CurtZHP

Re: Interstage curious
« Reply #140 on: January 15, 2020, 11:52:50 AM »
Well, you've got too much noise without the input transformer too, right?  Swap the input transformers?

The transplants I propose can just be disconnections and wire moves, you don't have to move the whole PSU/etc.

Now that you mention it, I believe I did test this without the input transformer (simulating an instrument input).
I even went so far as to replace everything on the audio board (caps, resistors...), just in case ANYTHING was acting goofy.
We can rule out phantom power.  That's not even hooked up.  There are no switches of any kind in the signal path.  It's as basic as I can get it.

I'll get both preamps on the bench by the end of the week.  One way or another, I'll see what combination of preamp/power supply works or doesn't.  Not much point in introducing the IS and PP stages until I get this licked.
Electrons don't read schematics.


CurtZHP

Re: Interstage curious
« Reply #141 on: January 16, 2020, 01:26:13 PM »
You guys are never going to believe this.....
(Then again, you've seen a lot more than I have, so maybe...)

I couldn't leave it alone.  Call it hunch, call it a still small voice, call it what you like, something told me to swap out the tube socket.

Replaced the ceramic tube socket that I think I paid less than $2.00 for, and replaced it with an old phenolic(?) chassis mount socket I've had kicking around for years.  I guess the pin holes are tighter on this one.

THE NOISE IS GONE!!!

THE HUM IS GONE!!!

This thing is now so quiet, I had to check to make sure the filaments were glowing, because I didn't think it was actually working until I plugged in a mic.

I guess I need to spend more than $2.00 on tube sockets!

Hallelujah!!

Electrons don't read schematics.

EmRR

Re: Interstage curious
« Reply #142 on: January 16, 2020, 01:56:09 PM »
Also why Gates recommended pulling and reseating tubes every 3 months......
Best,

Doug Williams
Electromagnetic Radiation Recorders

"I think this can be better. Some kind of control that's intuitive, not complicated like a single knob" - Crusty

"Back when everything sounde

CurtZHP

Re: Interstage curious
« Reply #143 on: January 16, 2020, 02:13:58 PM »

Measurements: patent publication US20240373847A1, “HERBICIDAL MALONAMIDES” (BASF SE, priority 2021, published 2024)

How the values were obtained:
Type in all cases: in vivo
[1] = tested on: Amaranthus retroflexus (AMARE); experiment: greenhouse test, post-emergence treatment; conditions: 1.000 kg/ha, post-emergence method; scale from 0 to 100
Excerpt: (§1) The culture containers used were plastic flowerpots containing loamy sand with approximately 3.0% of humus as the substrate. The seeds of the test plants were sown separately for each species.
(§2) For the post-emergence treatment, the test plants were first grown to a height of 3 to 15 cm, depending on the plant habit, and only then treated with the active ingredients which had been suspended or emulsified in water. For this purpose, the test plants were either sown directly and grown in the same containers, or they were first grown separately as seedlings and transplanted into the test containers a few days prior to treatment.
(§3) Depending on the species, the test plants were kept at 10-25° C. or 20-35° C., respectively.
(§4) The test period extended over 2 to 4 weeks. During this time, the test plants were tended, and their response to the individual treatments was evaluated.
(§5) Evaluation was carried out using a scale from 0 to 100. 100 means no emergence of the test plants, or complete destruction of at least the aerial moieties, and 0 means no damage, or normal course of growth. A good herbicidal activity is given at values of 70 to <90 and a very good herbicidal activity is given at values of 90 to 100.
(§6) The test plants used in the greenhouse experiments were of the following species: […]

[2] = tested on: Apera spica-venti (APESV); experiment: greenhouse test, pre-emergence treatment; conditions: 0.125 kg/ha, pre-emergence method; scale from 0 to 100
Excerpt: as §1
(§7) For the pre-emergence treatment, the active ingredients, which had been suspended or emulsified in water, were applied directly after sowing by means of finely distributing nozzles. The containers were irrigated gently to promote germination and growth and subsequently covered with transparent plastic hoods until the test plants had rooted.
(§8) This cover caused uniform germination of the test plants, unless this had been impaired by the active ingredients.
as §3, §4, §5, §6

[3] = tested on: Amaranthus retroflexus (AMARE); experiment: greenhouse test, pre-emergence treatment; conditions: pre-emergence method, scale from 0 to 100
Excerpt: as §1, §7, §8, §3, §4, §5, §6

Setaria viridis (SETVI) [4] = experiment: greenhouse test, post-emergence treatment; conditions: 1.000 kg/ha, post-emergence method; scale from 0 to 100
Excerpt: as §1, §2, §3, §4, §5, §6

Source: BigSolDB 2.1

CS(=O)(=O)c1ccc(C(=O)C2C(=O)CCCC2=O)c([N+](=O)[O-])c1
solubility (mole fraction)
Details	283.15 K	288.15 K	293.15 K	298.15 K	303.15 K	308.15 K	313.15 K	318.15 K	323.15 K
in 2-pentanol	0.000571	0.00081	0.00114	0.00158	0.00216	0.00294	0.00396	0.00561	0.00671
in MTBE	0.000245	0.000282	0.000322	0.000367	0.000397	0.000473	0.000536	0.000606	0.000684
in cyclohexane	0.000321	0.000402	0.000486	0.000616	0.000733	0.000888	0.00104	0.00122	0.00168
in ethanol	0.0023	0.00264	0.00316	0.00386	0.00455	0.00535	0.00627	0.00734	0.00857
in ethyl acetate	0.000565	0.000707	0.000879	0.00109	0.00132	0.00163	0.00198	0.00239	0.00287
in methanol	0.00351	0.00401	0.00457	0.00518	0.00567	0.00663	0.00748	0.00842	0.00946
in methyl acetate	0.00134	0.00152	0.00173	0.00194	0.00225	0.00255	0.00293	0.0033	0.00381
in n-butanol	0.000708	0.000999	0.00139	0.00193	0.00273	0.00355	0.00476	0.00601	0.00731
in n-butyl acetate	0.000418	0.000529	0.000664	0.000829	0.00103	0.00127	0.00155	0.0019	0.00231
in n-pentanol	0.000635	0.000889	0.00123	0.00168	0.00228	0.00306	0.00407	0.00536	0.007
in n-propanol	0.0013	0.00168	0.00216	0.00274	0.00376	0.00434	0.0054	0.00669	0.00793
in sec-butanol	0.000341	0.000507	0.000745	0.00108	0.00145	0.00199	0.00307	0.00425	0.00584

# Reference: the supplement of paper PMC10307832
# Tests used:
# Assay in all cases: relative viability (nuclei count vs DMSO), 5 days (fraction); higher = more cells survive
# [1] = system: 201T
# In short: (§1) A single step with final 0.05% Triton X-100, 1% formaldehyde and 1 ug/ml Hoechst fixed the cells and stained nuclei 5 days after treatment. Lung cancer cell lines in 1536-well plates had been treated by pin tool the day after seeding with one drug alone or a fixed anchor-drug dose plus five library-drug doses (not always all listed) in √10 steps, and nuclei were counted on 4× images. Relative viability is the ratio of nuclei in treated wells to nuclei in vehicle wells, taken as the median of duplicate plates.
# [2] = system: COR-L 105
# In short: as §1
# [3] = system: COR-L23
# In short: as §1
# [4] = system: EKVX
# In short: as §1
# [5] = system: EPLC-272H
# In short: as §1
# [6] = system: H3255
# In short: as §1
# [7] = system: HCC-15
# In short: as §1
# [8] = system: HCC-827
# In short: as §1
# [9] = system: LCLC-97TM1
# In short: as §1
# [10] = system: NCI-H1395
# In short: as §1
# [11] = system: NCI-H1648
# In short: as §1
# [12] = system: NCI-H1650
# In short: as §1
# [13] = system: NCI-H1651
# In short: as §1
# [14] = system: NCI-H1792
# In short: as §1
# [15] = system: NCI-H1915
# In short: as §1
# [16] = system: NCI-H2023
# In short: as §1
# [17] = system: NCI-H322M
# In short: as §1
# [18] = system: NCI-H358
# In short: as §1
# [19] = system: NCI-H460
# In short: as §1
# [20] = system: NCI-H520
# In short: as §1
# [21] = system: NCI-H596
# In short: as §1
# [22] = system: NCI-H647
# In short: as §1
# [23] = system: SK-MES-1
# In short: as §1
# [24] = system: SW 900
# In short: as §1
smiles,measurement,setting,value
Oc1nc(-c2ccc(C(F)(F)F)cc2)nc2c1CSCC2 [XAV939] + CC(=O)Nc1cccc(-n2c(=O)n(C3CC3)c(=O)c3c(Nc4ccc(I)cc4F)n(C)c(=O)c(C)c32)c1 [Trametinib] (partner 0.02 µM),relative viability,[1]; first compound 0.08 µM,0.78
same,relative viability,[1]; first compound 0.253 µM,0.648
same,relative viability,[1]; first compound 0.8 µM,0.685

Also why Gates recommended pulling and reseating tubes every 3 months......


It's one of those mundane things you wouldn't normally give a second thought, and yet it can bring the whole project to a screeching halt and have you questioning your own sanity!  (Along with other components that aren't even the problem...)

Now let's see what happens when I reintroduce the IS and PP stages.   :o
Electrons don't read schematics.

DaveP

Re: Interstage curious
« Reply #144 on: January 16, 2020, 05:34:11 PM »
Quote
I couldn't leave it alone.  Call it hunch, call it a still small voice, call it what you like, something told me to swap out the tube socket.
It's the Groupdiy hive mind force ???

Well done!

DaveP
Soundcloud: Delayed Action.

CurtZHP

Re: Interstage curious
« Reply #145 on: January 17, 2020, 01:44:37 PM »
Update....

This thing wasted no time knocking me down a few pegs.

I reconnected the IS and PP stages.  Loads of hum, even with the gain pot down.  Tried grounding the PP stage in a few different places to no avail.  Removed PP stage.  Connected my first two stages (which definitely work) to the IS, and then connected the IS right to the output jack.  (I guess I just wanted to make sure it was OK.)  Still worked nice and quietly.  PP stage was still hacked together on a perf board of its own, so I completely took it apart and rebuilt it.  Hooked it back up again, and still lots of hum. 

Tried additional power supply decoupling for that stage's B+.  No difference.

A couple observations....
When I short out the IS primary, the hum disappears (along with the signal).  If I short out either side of the IS secondary, it almost disappears.

I'm thinking ground loop, but can't seem to find it.  The only spot that looked like it might be was where ground is connected to the center tap of the IS secondary.  But that's also ground for the cathode network of the PP stage.  I seem to remember early on disconnecting that center tap and things getting smoky, so I'm hesitant to try that again.  (Maybe it was just the cathode stuff I left floating last time...)

Updated schematic attached....


Electrons don't read schematics.

CurtZHP

Re: Interstage curious
« Reply #146 on: January 18, 2020, 06:29:51 PM »
Tried a few things....

Disconnected the center tap of the IS secondary, but kept the PP cathode network grounded.  Still hums.
Tried feeding the B+ to the output transformer primary center tap from a different spot.  Still hums.
Tried different places to ground the PP stage.  Still hums.

I figure this particular output transformer just doesn't like having DC B+ supply running through it under any circumstances, balanced or not.

I thought about just running the B+ directly to the plates of the PP stage and then capacitor coupling those to the output transformer.  I don't think that will work in this case.

Electrons don't read schematics.

CurtZHP

Re: Interstage curious
« Reply #147 on: January 18, 2020, 06:56:45 PM »
Went back over this very long thread and was reminded of something.  Work backwards.

I disconnected the first two stages and connected a tone generator right to the primary of the IS.  No more hum!
This tells me that the PP stage does not have a ground loop within itself anyway.

The first two stages are clean and hum-free by themselves, so no ground loops and/or hum when I just go from the first two stages to the output transformer.

But put it all together, and.....hmmmmmmmm.....

Must be something about the way I'm putting them together.

Electrons don't read schematics.

DaveP

Re: Interstage curious
« Reply #148 on: January 18, 2020, 07:35:23 PM »
Your B+ supply is over engineered, you just need all those big 220uF caps separated by suitable resistors....... job done.

DaveP
Soundcloud: Delayed Action.

EmRR

Re: Interstage curious
« Reply #149 on: January 18, 2020, 07:45:49 PM »
You keep forgetting the PP stage has been hum free in many iterations.  The two just don't like being connected now.